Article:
Update - 3.52pm: The Garda Commissioner Drew Harris says the report on the future of policing in Ireland has been written for the benefit of the people of Ireland and will help to deliver better policing.
In a statement this afternoon, Commissioner Harris said the 50 recommendations outline significant cultural, staffing, structural and system changes for the next three to five years.
He also thanked the Chair, Kathleen O'Toole, and members of the Commission for the time and effort they put into the plan.
The Minister for Justice, Charlie Flanagan, said "The Commission has approached policing from a fresh perspective and has redefined policing as a multi-disciplinary, cross agency effort built on the foundation of protecting human rights.
“The report makes many innovative proposals including strengthening our national security arrangements; greater powers for the Garda Commissioner to ensure more effective management of the Garda organisation, and strengthening and supporting the internal governance of the Garda organisation through the introduction of a Board.
"It also makes a number of recommendations on external oversight arrangements as well as on the Commissioner’s engagement with the Oireachtas."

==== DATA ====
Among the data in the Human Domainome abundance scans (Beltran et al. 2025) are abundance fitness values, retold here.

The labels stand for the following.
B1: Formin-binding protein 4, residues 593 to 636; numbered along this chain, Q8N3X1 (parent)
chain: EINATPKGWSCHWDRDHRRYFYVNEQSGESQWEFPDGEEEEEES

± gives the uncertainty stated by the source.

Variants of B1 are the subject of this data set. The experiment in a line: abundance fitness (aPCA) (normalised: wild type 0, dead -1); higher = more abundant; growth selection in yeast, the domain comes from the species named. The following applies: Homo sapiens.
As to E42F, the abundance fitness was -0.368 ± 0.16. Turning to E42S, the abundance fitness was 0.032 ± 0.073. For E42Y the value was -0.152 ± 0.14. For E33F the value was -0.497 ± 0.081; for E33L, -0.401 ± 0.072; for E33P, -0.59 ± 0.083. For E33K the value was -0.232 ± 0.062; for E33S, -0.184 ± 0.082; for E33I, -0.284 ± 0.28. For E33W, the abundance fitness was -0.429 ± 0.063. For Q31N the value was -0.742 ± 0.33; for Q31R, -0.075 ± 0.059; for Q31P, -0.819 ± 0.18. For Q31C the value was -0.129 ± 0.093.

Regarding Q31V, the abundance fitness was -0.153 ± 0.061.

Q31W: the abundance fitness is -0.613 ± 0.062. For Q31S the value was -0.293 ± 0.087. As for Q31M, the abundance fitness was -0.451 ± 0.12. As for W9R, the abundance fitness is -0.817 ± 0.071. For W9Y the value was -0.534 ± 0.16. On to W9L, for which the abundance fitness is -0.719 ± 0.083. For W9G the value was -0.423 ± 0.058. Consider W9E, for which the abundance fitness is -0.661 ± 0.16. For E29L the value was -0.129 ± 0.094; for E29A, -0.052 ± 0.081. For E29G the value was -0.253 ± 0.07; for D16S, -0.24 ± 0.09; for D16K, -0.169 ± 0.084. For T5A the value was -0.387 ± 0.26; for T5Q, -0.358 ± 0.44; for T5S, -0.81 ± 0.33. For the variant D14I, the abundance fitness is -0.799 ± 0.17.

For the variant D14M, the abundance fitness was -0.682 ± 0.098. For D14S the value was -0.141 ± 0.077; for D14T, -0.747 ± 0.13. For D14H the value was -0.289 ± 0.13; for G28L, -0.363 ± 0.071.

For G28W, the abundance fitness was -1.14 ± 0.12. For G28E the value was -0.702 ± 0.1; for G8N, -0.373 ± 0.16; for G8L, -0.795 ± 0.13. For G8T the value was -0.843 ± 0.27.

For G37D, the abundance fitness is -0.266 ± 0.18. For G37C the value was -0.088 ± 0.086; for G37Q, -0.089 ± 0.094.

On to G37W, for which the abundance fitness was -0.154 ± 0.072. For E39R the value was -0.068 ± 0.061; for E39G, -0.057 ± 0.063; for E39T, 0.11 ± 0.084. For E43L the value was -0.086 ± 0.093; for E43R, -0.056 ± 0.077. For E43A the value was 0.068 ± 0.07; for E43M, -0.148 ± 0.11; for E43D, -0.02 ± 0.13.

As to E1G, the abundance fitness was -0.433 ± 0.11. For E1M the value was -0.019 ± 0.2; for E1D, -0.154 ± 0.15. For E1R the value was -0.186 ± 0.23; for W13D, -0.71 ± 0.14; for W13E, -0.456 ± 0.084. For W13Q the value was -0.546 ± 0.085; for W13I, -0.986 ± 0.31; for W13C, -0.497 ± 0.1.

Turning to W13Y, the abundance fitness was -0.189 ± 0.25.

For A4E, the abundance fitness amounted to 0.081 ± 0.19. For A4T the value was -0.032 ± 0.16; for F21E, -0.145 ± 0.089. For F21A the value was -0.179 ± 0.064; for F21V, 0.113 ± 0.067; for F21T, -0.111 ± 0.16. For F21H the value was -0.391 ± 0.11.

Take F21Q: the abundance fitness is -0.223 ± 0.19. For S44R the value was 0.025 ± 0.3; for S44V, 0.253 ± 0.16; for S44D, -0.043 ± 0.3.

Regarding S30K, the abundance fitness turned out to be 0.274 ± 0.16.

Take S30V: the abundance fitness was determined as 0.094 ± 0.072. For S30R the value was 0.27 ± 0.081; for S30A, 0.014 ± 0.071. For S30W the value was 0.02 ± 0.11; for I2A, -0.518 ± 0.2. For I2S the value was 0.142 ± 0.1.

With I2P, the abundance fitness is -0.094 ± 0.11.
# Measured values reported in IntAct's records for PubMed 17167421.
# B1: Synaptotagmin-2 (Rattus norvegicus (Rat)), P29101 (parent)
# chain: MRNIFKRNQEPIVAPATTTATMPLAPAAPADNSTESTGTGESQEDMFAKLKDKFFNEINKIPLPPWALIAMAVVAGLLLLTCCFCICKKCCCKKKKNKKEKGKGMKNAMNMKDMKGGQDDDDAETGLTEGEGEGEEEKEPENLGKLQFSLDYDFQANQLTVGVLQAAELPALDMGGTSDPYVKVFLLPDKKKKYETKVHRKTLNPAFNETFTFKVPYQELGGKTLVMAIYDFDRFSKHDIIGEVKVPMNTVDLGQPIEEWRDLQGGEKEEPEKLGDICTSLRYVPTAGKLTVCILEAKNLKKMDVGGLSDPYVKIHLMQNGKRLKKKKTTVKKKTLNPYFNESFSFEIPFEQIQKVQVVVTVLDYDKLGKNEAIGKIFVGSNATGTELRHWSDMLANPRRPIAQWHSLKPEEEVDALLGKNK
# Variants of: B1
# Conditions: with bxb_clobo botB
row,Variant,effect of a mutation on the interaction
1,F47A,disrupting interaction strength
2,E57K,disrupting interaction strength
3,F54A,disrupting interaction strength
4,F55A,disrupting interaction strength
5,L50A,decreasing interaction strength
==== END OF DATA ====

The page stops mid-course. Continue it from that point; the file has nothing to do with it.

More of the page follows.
The Minister said the recommendations will take time to implement and noted that the Commission suggested that the centenary of the establishment of An Garda Síochána in 2022 "would be an appropriate target for the transformation to be completed".
A new report on the future of policing has recommended that there should be an independent complaints body instead of GSOC.
The Commission on the Future of Policing in Ireland has made 50 recommendations to improve the force.
Among these are that there should be a new Strategic Threat Assessment Centre headed by a National Security Coordinator.
"An independent body, superseding GSOC, should be established, perhaps named the Independent Office of the Police Ombudsman (IOPO) to make clear that it is not part of An Garda Síochána," the report suggests.
"IOPO should receive all complaints about the police service, from whatever source."
It also recommends that gardaí should wear body cameras and that improvements should be made to technology.
"Modern policing organisations around the world have found that body cameras can help to improve front line capability with the accurate recording of incidents, expedite analysis, enhance situational awareness, and sometimes protect police from harm," the report says.
"Outdated and inefficient work processes should cease and technology should be used to best effect," it adds.
Working with communities, diversity and education are also areas that have been highlighted as needing attention.
"We have spent over a year listening to the people of Ireland, and to the police, and the message was loud and clear," said Commission Chairperson Kathleen O'Toole.
"It was also clear that the current arrangements for overseeing the police and investigating complaints are complex and confused.
"Our report addresses these fundamental issues."
Read the full report here: